Feeds:
Posts
Comments

Posts Tagged ‘Brendan O’Hea’

I was intrigued by the prospect of this response to Edward II, written by the actor who play’s him in Marlowe’s play, running in rep with it. It turns out to be a very clever yet entertaining review of attitudes to LGBT rights since, made more poignant as I saw it on the day the state of Brunei introduced stoning as a punishment.

Edward ‘falls’ into another place and the first person he meets in the dark is the Archbishop of Canterbury. They talk while they light the theatre’s candles together. He’s soon gone and three rather diverse gay icons turn up – Gertrude Stein, Quentin Crisp and Harvey Milk – who share their perspectives and experiences. At various times we briefly meet Maria von Trapp, The Village People and Dorothy from The Wizard of Oz, obviously. Another character from history, actor Edward Alleyn, adds his historical perspective. Gaveston arrives to take us full circle as the actor playing Edward becomes himself and introduces his story, during which we get to meet his school bully. In the final scene the stage and auditorium is invaded by the cast, musicians and a choir for an exhilarating conclusion.

It’s a well written play which makes its point, that we’ve come a long way but there’s still further to go, really well, whilst always entertaining. By linking the story of Edward and Gaveston with the writer’s own and those of the historical public figures, it produces a multi-layered and very satisfying narrative, and its very funny. Brendan O’Hea’s staging and Jessica Worrall’s design both serve it well. Tom Stuart is excellent as Edward as well as himself!, there’s a terrific performance by Richard Cant as Quentin Crisp, and Polly Frame, Annette Badland & Jonathan Livingstone are excellent as Harvey Milk, Gertrude Stein and Edward Alleyn respectively.

The highlight of the Winter Season in the SWP. Don’t miss!

Read Full Post »

This was apparently the first play Shakespeare wrote for an indoor theatre, the Blackfriars, to be performed by candlelight. How fitting then that it should be staged at the Globe’s new(ish) indoor playhouse, by candlelight, and the venue really suits the play.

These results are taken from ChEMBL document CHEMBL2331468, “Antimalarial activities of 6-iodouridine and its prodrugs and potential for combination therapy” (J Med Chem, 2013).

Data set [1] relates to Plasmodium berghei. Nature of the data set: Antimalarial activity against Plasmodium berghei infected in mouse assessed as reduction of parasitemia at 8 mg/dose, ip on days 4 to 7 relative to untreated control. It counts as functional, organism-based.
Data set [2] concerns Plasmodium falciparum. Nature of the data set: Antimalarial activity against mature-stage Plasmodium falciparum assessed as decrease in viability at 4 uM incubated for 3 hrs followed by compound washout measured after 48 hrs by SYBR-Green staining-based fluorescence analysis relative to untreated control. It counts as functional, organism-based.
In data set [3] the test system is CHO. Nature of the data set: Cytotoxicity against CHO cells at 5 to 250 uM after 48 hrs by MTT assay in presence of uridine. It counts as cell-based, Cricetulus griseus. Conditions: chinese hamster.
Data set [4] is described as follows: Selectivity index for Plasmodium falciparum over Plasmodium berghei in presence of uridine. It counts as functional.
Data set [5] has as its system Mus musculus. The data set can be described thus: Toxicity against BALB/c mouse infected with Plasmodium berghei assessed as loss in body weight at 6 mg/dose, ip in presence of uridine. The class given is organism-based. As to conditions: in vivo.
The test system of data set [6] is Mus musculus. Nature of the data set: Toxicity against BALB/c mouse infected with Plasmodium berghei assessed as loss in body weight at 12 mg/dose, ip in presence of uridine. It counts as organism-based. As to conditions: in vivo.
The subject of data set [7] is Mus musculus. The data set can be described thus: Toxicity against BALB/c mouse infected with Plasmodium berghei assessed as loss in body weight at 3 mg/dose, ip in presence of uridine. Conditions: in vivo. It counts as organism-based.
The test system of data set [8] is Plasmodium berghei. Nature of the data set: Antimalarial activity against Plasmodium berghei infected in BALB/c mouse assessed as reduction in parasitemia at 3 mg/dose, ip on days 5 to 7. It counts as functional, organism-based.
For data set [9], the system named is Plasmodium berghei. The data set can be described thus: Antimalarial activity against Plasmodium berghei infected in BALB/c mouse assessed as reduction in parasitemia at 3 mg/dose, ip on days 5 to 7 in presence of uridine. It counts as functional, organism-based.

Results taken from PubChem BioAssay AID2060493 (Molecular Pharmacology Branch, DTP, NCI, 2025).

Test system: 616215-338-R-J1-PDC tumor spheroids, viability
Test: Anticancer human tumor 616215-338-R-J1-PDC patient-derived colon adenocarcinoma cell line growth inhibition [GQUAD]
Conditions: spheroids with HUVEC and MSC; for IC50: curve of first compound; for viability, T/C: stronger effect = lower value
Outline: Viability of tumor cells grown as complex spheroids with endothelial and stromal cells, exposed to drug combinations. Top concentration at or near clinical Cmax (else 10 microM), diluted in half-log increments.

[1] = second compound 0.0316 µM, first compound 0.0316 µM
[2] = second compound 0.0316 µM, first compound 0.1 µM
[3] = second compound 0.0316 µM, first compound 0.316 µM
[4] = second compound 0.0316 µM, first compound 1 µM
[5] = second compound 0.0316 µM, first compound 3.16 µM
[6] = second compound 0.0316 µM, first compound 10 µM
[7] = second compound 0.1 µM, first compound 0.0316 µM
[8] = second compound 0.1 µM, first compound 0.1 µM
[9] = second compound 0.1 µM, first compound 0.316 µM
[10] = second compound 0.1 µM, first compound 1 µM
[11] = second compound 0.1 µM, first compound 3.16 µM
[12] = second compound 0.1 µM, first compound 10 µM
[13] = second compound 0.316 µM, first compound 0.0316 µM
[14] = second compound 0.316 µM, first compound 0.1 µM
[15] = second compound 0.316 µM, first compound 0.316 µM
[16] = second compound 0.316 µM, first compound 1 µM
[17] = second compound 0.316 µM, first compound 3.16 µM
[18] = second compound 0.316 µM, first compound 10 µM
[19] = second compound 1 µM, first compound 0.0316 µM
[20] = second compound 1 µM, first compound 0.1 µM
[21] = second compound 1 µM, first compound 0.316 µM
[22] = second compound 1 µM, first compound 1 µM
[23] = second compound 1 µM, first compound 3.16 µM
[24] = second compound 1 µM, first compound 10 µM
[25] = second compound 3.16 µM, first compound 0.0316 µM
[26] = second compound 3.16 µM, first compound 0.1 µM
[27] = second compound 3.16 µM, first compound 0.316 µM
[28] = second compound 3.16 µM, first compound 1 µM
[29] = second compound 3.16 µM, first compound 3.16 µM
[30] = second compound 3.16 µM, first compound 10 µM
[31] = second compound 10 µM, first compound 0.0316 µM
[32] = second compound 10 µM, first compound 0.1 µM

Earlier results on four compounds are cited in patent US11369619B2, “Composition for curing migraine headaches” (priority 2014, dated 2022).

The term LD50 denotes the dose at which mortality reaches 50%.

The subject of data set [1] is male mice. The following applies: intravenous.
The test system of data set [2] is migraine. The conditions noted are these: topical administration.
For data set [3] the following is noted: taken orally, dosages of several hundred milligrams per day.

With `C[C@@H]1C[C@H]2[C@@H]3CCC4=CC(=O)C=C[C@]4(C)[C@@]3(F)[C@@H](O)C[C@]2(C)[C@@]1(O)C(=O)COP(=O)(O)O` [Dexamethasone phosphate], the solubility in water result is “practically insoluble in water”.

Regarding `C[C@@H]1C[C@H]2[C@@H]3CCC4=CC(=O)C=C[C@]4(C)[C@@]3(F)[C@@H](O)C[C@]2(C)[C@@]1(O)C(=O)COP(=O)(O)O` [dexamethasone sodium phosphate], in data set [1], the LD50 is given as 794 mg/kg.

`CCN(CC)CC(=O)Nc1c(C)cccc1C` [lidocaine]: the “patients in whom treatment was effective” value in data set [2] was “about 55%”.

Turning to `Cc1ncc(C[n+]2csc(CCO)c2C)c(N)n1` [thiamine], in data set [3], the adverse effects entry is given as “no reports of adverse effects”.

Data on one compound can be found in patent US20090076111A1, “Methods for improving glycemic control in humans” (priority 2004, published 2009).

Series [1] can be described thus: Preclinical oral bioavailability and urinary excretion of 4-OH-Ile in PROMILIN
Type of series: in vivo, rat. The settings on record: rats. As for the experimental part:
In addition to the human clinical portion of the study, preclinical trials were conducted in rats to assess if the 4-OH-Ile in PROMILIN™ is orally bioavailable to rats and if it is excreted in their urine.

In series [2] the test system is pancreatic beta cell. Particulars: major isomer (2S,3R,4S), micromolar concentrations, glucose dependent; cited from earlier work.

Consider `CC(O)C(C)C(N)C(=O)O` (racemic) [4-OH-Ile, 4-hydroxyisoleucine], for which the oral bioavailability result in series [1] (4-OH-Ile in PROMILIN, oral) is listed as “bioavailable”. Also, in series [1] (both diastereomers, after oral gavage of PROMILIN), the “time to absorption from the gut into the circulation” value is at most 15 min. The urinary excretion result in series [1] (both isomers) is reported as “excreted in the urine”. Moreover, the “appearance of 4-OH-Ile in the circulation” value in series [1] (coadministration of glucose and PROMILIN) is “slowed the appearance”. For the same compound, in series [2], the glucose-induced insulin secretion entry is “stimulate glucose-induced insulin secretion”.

Like other late plays, Cymbeline is an odd concoction. Though anchored in British history, it’s such ancient history (Roman period) that we know little about these times and they feel, and may even be, mythological. Lots of themes from other plays appear and it has an other-worldly, somewhat fairy-tale quality. The central character is not King Cymbeline but his daughter Innogen, who is banished for marrying Posthumous instead of Cloten, the queen’s son by her former marriage.

She returns from Rome disguised as a man, encounters some feral chaps who turn out to be her lost (stolen) brothers who have beheaded Cloten, gets pursued by Iachimo seeking to prove her infidelity, then by Posthumous’ servant Pisanio seeking to punish her for it but unable to bring himself to do so and befriended by invading Romans led by Caius Lucius! Of course it all ends happily (well, not for Cloten, obviously). We even get a visit from goddess Jupiter from above, literally.

With no props, the production has a storytelling quality which didn’t settle until the second half for me; the first half seemed a bit rushed and perfunctory, though in all fairness to director Sam Yates, that’s as much to do with the play’s elongated set-ups. The second half is a cracker, though. There’s great incidental music from Alex Baranowski and excellent costumes by Richard Kent. With some doubling up, the whole thing is delivered by a cast of fourteen, including particularly good performances from Trevor Fox as Pisano, Brendan O’Hea as Belarius and Paul Rider as Caius Lucius.

I’m now very much looking forward to the other late plays in the same theatre.

Read Full Post »